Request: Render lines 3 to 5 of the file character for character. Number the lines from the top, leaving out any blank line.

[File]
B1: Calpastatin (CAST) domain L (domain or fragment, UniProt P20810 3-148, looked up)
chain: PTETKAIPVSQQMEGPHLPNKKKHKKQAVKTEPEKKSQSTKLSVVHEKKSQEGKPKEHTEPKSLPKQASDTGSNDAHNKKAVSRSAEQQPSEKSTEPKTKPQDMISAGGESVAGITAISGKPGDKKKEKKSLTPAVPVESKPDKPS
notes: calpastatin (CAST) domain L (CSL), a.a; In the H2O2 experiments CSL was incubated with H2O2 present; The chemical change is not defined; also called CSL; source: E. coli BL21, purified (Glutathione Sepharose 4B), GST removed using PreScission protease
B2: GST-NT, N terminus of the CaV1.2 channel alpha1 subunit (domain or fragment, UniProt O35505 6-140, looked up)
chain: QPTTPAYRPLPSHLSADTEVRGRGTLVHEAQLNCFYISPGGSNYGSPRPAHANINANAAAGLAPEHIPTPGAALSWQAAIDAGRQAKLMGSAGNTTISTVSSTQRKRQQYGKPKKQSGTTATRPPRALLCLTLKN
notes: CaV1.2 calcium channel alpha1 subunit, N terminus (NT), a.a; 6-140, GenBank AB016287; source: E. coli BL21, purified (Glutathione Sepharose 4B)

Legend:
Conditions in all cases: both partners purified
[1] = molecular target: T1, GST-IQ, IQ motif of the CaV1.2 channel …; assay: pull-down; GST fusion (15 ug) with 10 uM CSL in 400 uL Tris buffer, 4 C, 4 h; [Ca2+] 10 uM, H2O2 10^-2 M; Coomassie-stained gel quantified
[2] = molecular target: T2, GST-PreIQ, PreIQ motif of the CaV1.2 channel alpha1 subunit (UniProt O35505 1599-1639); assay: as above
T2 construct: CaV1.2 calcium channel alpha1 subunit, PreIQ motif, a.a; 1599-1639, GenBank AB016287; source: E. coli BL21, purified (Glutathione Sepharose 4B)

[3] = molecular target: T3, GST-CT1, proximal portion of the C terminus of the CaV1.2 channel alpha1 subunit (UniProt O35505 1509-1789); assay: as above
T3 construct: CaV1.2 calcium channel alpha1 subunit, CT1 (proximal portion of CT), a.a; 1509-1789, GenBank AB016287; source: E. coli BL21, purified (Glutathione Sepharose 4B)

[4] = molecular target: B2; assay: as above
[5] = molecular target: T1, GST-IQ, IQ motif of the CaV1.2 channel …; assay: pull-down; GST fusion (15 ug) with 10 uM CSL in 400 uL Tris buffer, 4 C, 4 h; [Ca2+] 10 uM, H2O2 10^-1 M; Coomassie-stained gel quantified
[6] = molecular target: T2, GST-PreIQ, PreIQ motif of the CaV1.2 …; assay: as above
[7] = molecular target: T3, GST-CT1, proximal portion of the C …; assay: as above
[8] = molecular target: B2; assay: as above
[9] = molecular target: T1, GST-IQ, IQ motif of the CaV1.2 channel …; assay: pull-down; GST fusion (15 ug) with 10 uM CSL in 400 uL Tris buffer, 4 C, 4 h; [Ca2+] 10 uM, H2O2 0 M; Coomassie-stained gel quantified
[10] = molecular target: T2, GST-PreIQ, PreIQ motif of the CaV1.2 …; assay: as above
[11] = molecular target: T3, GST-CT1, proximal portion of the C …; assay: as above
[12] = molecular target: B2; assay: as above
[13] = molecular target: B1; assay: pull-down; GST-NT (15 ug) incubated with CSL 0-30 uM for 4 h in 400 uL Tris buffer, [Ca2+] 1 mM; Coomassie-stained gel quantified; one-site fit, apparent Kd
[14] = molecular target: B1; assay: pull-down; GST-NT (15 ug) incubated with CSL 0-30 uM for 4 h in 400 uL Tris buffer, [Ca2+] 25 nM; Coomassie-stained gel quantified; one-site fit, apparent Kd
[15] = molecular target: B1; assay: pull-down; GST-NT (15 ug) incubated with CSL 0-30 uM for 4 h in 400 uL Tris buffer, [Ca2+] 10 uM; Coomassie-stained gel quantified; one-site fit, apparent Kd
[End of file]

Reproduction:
notes: calpastatin (CAST) domain L (CSL), a.a; In the H2O2 experiments CSL was incubated with H2O2 present; The chemical change is not defined; also called CSL; source: E. coli BL21, purified (Glutathione Sepharose 4B), GST removed using PreScission protease
B2: GST-NT, N terminus of the CaV1.2 channel alpha1 subunit (domain or fragment, UniProt O35505 6-140, looked up)
chain: QPTTPAYRPLPSHLSADTEVRGRGTLVHEAQLNCFYISPGGSNYGSPRPAHANINANAAAGLAPEHIPTPGAALSWQAAIDAGRQAKLMGSAGNTTISTVSSTQRKRQQYGKPKKQSGTTATRPPRALLCLTLKN